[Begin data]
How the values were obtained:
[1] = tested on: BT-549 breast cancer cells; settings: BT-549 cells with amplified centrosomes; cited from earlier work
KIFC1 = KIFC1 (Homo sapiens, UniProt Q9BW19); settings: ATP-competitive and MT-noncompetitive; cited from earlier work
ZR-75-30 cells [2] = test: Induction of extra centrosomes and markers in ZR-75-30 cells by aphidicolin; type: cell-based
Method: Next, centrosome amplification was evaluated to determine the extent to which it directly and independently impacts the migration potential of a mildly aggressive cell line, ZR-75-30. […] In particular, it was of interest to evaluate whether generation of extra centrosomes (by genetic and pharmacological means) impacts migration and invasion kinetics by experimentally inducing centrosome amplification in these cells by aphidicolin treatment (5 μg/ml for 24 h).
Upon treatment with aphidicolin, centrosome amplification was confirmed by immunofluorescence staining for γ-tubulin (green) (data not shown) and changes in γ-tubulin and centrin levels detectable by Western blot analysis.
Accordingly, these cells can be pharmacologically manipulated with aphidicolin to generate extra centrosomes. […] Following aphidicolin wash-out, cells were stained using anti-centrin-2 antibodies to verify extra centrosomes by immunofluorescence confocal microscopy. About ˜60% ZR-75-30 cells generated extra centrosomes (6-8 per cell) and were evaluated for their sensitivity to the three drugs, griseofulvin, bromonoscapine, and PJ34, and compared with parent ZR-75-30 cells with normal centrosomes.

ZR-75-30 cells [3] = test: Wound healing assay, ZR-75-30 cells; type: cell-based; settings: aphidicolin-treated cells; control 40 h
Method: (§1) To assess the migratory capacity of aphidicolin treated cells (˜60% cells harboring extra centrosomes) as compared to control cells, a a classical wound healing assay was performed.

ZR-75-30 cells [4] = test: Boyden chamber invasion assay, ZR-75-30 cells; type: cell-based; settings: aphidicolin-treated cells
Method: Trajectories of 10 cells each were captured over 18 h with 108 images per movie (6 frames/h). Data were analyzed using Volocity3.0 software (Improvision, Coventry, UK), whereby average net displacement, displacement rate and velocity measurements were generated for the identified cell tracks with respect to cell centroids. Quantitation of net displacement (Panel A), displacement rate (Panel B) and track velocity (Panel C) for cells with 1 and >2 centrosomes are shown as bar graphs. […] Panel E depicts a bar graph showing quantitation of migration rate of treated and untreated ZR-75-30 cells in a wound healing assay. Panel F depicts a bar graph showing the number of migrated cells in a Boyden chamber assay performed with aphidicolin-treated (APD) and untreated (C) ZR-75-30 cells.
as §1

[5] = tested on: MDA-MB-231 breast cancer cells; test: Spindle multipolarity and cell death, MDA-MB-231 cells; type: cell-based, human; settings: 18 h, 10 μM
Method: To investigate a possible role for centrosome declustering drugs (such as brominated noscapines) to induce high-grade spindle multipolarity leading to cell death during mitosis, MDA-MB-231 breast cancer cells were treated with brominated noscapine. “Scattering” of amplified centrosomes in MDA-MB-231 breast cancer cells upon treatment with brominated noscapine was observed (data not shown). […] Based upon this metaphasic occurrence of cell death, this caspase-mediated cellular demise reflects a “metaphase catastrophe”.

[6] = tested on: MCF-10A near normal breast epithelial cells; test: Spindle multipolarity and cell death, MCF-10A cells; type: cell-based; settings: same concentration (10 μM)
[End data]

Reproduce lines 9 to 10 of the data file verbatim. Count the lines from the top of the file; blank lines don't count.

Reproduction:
Method: (§1) To assess the migratory capacity of aphidicolin treated cells (˜60% cells harboring extra centrosomes) as compared to control cells, a a classical wound healing assay was performed.

ZR-75-30 cells [4] = test: Boyden chamber invasion assay, ZR-75-30 cells; type: cell-based; settings: aphidicolin-treated cells